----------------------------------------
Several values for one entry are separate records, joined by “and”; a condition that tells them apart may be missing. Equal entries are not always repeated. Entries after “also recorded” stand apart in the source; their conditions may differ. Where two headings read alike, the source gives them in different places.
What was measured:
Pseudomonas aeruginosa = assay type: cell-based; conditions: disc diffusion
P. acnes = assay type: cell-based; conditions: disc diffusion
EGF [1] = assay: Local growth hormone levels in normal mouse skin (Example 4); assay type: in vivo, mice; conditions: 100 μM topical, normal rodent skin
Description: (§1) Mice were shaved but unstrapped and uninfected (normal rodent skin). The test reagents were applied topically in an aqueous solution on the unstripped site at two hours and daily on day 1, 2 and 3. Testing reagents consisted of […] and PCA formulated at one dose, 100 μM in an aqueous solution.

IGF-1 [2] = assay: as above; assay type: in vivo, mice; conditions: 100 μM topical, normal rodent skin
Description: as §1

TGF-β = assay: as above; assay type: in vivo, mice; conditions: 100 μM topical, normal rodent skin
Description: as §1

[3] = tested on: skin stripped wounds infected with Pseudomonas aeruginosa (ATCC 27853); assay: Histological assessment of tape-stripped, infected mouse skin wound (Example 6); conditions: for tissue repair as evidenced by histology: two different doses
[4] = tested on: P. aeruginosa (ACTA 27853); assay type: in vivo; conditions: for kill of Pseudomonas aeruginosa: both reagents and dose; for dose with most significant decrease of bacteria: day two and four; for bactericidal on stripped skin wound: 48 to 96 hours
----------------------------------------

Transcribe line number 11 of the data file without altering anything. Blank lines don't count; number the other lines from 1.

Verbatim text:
[3] = tested on: skin stripped wounds infected with Pseudomonas aeruginosa (ATCC 27853); assay: Histological assessment of tape-stripped, infected mouse skin wound (Example 6); conditions: for tissue repair as evidenced by histology: two different doses